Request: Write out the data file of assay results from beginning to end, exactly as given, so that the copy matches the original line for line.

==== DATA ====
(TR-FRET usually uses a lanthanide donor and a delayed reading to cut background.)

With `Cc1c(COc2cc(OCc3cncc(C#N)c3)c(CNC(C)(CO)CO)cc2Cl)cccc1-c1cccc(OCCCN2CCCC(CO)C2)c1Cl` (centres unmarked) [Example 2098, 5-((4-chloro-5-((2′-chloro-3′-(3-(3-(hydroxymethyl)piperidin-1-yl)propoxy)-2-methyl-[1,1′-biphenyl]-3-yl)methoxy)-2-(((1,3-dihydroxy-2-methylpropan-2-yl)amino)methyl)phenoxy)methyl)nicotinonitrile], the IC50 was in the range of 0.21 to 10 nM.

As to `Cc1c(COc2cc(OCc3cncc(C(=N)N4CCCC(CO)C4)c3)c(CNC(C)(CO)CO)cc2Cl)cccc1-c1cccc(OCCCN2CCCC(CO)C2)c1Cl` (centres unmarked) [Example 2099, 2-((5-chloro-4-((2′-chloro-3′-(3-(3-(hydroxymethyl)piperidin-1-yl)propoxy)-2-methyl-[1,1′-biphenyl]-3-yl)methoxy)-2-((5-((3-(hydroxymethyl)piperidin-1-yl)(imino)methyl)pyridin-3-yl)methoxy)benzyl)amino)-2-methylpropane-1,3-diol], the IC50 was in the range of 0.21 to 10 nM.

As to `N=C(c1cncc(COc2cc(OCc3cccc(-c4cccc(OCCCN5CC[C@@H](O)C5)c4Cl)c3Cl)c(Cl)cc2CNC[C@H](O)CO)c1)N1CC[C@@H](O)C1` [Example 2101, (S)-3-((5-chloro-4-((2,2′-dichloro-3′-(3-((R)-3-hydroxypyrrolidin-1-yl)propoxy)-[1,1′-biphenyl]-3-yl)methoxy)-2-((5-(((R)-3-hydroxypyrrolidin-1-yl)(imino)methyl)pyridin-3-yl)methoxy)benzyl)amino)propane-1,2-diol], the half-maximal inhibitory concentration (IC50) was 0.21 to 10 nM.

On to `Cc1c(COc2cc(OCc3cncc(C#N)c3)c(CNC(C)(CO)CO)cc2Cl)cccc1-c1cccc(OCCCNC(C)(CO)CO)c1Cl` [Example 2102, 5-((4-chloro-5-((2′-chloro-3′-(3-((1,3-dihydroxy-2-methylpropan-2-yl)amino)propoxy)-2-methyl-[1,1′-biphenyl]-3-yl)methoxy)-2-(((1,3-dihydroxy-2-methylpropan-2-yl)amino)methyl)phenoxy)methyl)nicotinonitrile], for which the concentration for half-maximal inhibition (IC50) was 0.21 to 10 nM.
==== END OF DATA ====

(TR-FRET usually uses a lanthanide donor and a delayed reading to cut background.)

With `Cc1c(COc2cc(OCc3cncc(C#N)c3)c(CNC(C)(CO)CO)cc2Cl)cccc1-c1cccc(OCCCN2CCCC(CO)C2)c1Cl` (centres unmarked) [Example 2098, 5-((4-chloro-5-((2′-chloro-3′-(3-(3-(hydroxymethyl)piperidin-1-yl)propoxy)-2-methyl-[1,1′-biphenyl]-3-yl)methoxy)-2-(((1,3-dihydroxy-2-methylpropan-2-yl)amino)methyl)phenoxy)methyl)nicotinonitrile], the IC50 was in the range of 0.21 to 10 nM.

As to `Cc1c(COc2cc(OCc3cncc(C(=N)N4CCCC(CO)C4)c3)c(CNC(C)(CO)CO)cc2Cl)cccc1-c1cccc(OCCCN2CCCC(CO)C2)c1Cl` (centres unmarked) [Example 2099, 2-((5-chloro-4-((2′-chloro-3′-(3-(3-(hydroxymethyl)piperidin-1-yl)propoxy)-2-methyl-[1,1′-biphenyl]-3-yl)methoxy)-2-((5-((3-(hydroxymethyl)piperidin-1-yl)(imino)methyl)pyridin-3-yl)methoxy)benzyl)amino)-2-methylpropane-1,3-diol], the IC50 was in the range of 0.21 to 10 nM.

As to `N=C(c1cncc(COc2cc(OCc3cccc(-c4cccc(OCCCN5CC[C@@H](O)C5)c4Cl)c3Cl)c(Cl)cc2CNC[C@H](O)CO)c1)N1CC[C@@H](O)C1` [Example 2101, (S)-3-((5-chloro-4-((2,2′-dichloro-3′-(3-((R)-3-hydroxypyrrolidin-1-yl)propoxy)-[1,1′-biphenyl]-3-yl)methoxy)-2-((5-(((R)-3-hydroxypyrrolidin-1-yl)(imino)methyl)pyridin-3-yl)methoxy)benzyl)amino)propane-1,2-diol], the half-maximal inhibitory concentration (IC50) was 0.21 to 10 nM.

On to `Cc1c(COc2cc(OCc3cncc(C#N)c3)c(CNC(C)(CO)CO)cc2Cl)cccc1-c1cccc(OCCCNC(C)(CO)CO)c1Cl` [Example 2102, 5-((4-chloro-5-((2′-chloro-3′-(3-((1,3-dihydroxy-2-methylpropan-2-yl)amino)propoxy)-2-methyl-[1,1′-biphenyl]-3-yl)methoxy)-2-(((1,3-dihydroxy-2-methylpropan-2-yl)amino)methyl)phenoxy)methyl)nicotinonitrile], for which the concentration for half-maximal inhibition (IC50) was 0.21 to 10 nM.